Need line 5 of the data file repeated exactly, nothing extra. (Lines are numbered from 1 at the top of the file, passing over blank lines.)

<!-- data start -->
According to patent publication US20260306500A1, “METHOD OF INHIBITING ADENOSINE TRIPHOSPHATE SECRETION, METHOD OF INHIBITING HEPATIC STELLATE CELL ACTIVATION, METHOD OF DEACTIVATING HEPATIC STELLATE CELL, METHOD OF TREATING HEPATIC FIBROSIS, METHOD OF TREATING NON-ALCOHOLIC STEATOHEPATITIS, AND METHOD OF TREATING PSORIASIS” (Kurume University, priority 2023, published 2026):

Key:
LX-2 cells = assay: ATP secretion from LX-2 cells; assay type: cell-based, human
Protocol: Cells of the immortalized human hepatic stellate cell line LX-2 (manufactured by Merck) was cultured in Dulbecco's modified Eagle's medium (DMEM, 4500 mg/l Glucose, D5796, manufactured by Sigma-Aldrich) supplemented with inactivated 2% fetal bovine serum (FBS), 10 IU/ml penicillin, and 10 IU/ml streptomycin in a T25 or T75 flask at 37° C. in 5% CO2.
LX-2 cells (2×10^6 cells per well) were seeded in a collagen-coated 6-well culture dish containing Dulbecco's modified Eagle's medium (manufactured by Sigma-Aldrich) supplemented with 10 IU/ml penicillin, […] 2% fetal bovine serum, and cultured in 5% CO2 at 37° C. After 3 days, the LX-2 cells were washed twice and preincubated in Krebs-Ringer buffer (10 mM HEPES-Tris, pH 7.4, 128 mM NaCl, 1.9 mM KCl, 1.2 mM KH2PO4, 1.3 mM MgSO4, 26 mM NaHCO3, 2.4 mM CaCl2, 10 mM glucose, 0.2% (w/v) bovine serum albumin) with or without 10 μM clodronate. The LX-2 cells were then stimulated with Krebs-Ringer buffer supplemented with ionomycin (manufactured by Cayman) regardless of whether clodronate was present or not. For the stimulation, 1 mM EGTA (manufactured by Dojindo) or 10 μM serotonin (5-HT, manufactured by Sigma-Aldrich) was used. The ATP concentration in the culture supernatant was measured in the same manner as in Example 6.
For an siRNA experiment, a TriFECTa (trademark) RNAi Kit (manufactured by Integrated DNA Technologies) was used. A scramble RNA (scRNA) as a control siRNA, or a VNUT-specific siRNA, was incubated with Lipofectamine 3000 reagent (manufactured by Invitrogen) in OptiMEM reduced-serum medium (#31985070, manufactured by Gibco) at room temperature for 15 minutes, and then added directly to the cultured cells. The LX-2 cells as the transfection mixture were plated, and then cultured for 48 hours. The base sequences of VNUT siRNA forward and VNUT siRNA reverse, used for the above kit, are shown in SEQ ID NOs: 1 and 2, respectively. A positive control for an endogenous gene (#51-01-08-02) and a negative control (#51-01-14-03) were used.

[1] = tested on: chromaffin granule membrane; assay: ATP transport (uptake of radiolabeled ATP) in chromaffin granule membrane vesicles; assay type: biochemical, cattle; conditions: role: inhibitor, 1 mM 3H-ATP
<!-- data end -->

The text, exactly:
LX-2 cells (2×10^6 cells per well) were seeded in a collagen-coated 6-well culture dish containing Dulbecco's modified Eagle's medium (manufactured by Sigma-Aldrich) supplemented with 10 IU/ml penicillin, […] 2% fetal bovine serum, and cultured in 5% CO2 at 37° C. After 3 days, the LX-2 cells were washed twice and preincubated in Krebs-Ringer buffer (10 mM HEPES-Tris, pH 7.4, 128 mM NaCl, 1.9 mM KCl, 1.2 mM KH2PO4, 1.3 mM MgSO4, 26 mM NaHCO3, 2.4 mM CaCl2, 10 mM glucose, 0.2% (w/v) bovine serum albumin) with or without 10 μM clodronate. The LX-2 cells were then stimulated with Krebs-Ringer buffer supplemented with ionomycin (manufactured by Cayman) regardless of whether clodronate was present or not. For the stimulation, 1 mM EGTA (manufactured by Dojindo) or 10 μM serotonin (5-HT, manufactured by Sigma-Aldrich) was used. The ATP concentration in the culture supernatant was measured in the same manner as in Example 6.